1. Well, look at it this way, where ISN’T the corium? It isn’t flung across the northern hemisphere, turning the sky orange in a Great Radionuclide Storm, even if that sounds very dramatic. It ISN’T on the moon, nor did it vanish into thin air. It most likely slumped to the bottom of the pressure vessel, and possibly fell through to the bottom of the containment. It’s not magic fairy dust which can teleport to new locations. It obeys gravity and thermal-hydrolic equations, and is accurately modeled by IRSN’s ASTEC simulations. On the other hand we have Mr Bill Duff, singing fairytale rhymes.

                1. Fukushima Fuels

                  The Atomic Explosion in FDU-3, did in fact scatter nuclear fuel and fission products to the winds.

                  What remains, of the FDU-3 MOX fuel; added to the FDU-1 and FDU-2 UOX fuel; form the Corium Slugs. Perhaps by now the Corium locations are MUON mapped. However, the Corium slugs are undisclosed.

                  Japan continues to lie; by omission, commission and exclusionary detailing.

                  Fukushima Fools

                2. Wow! That has to be the most you have articulated in one reply in months! Why the sudden verbal diarrhea?

                  Note that IRSN’s ASTEC simulations are just that – simulations! How did you come to the conclusion that they are indeed accurate? Was it the fairy dust that compelled you?

                  Nice to see that you qualify your remarks with terms such as “most likely”, “possibly” & “fairytale”.

                  The more you reply, the more you betray yourself and your terms of reference.

                  1. Well Duh, Dud

                    Resolution is inversely proportional to Wavelength. Scatter is a general physical phenomenon.

                    I operated electron microscopes, and took quantum physics in frigging college. The use of a different subatomic particle is not exactly a complicated jump; for the technically savvy. Positive and negative images are fairly simple stuff.

                    What is your problem? If the Japanese are having troubles doing a MUON mapping; then they should just say so.


                    Bill Duff

                  2. Different wavelengths

                    FLIR, Forward Looking Infra Red surveillance is a relatively long wave electromagnetic spectrum. Thus the photos are kinda grainy, with poor detail. Still, they are more detailed than we would like pointed at our homes by curious neighbors and/or snoopy government officials.

                    Maybe this kind of stuff is out of your league, Dud.

                    Seems fairly simple to engineers, physicists and mathematicians.


    2. naturally occurring uranium

      as a ton of banana’s

      your comparing apples to oranges

      the uranium (238 ect) is much more radioactive

      But then I think we all know that don’t we

      1. Reactor fuel is 96% U238 and 4% U235

        Natural uranium is 99.3% U238 and 0.7% U235

        I know you fervently wish to believe that the world wasn’t already radioactive before man split the atom but it was.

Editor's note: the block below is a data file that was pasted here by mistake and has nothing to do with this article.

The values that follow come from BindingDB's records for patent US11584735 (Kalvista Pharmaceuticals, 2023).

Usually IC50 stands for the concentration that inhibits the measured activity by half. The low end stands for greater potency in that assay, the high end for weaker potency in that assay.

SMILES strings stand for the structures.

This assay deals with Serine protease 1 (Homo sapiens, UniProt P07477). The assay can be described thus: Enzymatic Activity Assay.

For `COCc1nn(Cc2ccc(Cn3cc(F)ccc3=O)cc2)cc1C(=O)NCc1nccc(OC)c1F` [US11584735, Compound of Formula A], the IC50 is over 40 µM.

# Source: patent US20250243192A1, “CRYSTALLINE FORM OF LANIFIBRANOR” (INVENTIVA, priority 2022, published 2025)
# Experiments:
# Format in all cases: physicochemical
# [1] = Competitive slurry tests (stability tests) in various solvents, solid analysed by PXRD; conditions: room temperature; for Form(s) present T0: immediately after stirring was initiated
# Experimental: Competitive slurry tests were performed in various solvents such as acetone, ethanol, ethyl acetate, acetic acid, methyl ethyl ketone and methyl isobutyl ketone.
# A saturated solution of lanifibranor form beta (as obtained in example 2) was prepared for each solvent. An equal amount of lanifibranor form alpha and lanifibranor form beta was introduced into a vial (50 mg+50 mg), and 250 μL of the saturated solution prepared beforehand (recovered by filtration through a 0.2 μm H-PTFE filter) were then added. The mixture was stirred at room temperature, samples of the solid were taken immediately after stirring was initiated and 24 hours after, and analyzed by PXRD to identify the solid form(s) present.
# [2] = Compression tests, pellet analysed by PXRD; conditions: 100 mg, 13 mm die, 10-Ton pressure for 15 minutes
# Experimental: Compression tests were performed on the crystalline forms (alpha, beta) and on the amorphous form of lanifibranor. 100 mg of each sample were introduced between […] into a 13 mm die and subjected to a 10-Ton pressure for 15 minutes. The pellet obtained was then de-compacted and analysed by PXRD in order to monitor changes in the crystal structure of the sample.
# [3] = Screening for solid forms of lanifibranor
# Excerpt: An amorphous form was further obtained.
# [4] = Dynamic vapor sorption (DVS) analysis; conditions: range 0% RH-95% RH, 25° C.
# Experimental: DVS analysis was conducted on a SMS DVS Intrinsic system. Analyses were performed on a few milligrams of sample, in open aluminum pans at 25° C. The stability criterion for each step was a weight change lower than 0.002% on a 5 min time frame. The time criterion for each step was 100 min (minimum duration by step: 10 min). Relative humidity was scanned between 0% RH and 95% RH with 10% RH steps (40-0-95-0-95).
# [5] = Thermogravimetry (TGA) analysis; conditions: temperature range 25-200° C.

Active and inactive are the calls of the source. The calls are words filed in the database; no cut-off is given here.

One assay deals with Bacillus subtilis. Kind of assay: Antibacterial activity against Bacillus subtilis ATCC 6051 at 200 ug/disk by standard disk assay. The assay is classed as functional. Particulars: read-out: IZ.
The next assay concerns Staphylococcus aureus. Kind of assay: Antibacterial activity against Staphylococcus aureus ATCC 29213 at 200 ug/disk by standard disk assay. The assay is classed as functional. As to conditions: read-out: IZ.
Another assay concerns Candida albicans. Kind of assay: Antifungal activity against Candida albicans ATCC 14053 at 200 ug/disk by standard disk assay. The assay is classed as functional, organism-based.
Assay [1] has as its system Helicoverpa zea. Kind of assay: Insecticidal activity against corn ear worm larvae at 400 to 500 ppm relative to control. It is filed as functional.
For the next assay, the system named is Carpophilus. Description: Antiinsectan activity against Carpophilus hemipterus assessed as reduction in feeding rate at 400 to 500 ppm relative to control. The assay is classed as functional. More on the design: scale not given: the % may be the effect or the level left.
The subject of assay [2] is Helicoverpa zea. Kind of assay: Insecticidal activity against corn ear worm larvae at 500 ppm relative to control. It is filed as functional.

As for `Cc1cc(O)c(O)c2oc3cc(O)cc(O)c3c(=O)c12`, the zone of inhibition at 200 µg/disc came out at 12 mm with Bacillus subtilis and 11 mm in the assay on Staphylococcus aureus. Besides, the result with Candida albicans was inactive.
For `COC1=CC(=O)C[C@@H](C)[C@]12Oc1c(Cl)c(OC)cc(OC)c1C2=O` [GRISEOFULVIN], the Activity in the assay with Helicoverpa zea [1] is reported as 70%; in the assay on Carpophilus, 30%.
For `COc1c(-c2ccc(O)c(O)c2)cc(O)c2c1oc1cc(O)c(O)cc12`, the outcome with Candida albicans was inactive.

1. Plutonium,

          The OP Title: “Tepco washing off Plutonium to the Pacific, huge risk…”

          Thus, the concern should probably be concentrated on the more dangerous, Higher ACTIVITY radioisotopes, such as Pu-238, Pu-239 & Pu-240.

          http www epa gov/ (radiation/radionuclides/plutonium) html

          Plutonium is a silvery-grey metal that becomes yellowish when exposed to air. It is solid under normal conditions, and is chemically reactive. Plutonium has at least 15 different isotopes, all of which are radioactive. The most common ones are Pu-238, Pu-239, and Pu-240. Pu-238 has a half-life of 87.7 years. Plutonium-239 has a half-life of 24,100, and Pu-240 has a half-life 6,560 years. The isotope Pu-238 (rocket fuel) gives off useable heat, because of its radioactivity.

  3. A table of nuclides for review of the Fukushima ‘witches brew’.

    http atom kaeri re kr/ (ton/tool/nuchart/nuchart1) gif

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About this site

This website updates the latest news about the Fukushima nuclear plant and also archives the past news from 2011. Because it's always updated and added live, articles, categories and the tags are not necessarily fitted in the latest format.
I am the writer of this website. About page remains in 2014. This is because my memory about 311 was clearer than now, 2023, and I think it can have a historical value. Now I'm living in Romania with 3 cats as an independent data scientist.
Actually, nothing has progressed in the plant since 2011. We still don't even know what is going on inside. They must keep cooling the crippled reactors by water, but additionally groundwater keeps flowing into the reactor buildings from the broken parts. This is why highly contaminated water is always produced more than it can circulate. Tepco is planning to officially discharge this water to the Pacific but Tritium is still remaining in it. They dilute this with seawater so that it is legally safe, but scientifically the same amount of radioactive tritium is contained. They say it is safe to discharge, but none of them have drunk it.


April 2014